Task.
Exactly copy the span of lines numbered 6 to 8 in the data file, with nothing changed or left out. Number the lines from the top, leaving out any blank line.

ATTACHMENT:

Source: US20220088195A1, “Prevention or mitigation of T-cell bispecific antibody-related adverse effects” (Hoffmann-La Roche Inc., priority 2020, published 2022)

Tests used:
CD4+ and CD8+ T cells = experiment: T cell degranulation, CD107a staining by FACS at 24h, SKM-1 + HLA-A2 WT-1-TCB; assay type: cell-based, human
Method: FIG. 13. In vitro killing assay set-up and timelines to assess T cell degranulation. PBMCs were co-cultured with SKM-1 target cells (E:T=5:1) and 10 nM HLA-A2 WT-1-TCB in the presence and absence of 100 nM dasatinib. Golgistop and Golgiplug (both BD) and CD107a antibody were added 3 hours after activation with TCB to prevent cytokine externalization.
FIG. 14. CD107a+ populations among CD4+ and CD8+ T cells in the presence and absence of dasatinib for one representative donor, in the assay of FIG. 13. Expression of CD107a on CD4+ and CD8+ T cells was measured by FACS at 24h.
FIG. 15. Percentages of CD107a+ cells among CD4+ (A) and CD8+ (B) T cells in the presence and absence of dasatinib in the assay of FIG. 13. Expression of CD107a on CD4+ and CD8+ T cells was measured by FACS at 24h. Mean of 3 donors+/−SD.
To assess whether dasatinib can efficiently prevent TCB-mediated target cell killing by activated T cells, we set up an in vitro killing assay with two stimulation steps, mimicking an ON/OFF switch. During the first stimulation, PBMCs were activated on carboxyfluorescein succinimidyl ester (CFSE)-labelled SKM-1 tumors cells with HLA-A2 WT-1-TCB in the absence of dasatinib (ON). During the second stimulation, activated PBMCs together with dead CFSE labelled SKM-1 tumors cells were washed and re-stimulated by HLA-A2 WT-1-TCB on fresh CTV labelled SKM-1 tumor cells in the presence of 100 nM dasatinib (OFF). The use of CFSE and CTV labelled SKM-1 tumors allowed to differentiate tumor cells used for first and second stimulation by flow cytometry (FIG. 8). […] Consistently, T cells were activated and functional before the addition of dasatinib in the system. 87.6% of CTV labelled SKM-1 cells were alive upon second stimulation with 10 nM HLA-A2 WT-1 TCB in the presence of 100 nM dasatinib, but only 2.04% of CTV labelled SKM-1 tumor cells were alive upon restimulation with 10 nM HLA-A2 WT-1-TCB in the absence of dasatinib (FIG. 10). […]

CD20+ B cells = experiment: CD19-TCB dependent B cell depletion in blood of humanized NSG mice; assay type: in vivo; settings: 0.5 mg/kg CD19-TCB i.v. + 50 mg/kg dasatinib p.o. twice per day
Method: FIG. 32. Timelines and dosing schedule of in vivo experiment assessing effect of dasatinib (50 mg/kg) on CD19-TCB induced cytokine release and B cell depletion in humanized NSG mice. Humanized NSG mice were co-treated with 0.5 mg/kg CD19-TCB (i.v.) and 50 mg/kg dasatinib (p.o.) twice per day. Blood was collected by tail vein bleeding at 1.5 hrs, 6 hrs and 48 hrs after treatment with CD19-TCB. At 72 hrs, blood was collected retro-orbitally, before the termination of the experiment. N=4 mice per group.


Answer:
FIG. 15. Percentages of CD107a+ cells among CD4+ (A) and CD8+ (B) T cells in the presence and absence of dasatinib in the assay of FIG. 13. Expression of CD107a on CD4+ and CD8+ T cells was measured by FACS at 24h. Mean of 3 donors+/−SD.
To assess whether dasatinib can efficiently prevent TCB-mediated target cell killing by activated T cells, we set up an in vitro killing assay with two stimulation steps, mimicking an ON/OFF switch. During the first stimulation, PBMCs were activated on carboxyfluorescein succinimidyl ester (CFSE)-labelled SKM-1 tumors cells with HLA-A2 WT-1-TCB in the absence of dasatinib (ON). During the second stimulation, activated PBMCs together with dead CFSE labelled SKM-1 tumors cells were washed and re-stimulated by HLA-A2 WT-1-TCB on fresh CTV labelled SKM-1 tumor cells in the presence of 100 nM dasatinib (OFF). The use of CFSE and CTV labelled SKM-1 tumors allowed to differentiate tumor cells used for first and second stimulation by flow cytometry (FIG. 8). […] Consistently, T cells were activated and functional before the addition of dasatinib in the system. 87.6% of CTV labelled SKM-1 cells were alive upon second stimulation with 10 nM HLA-A2 WT-1 TCB in the presence of 100 nM dasatinib, but only 2.04% of CTV labelled SKM-1 tumor cells were alive upon restimulation with 10 nM HLA-A2 WT-1-TCB in the absence of dasatinib (FIG. 10). […]

CD20+ B cells = experiment: CD19-TCB dependent B cell depletion in blood of humanized NSG mice; assay type: in vivo; settings: 0.5 mg/kg CD19-TCB i.v. + 50 mg/kg dasatinib p.o. twice per day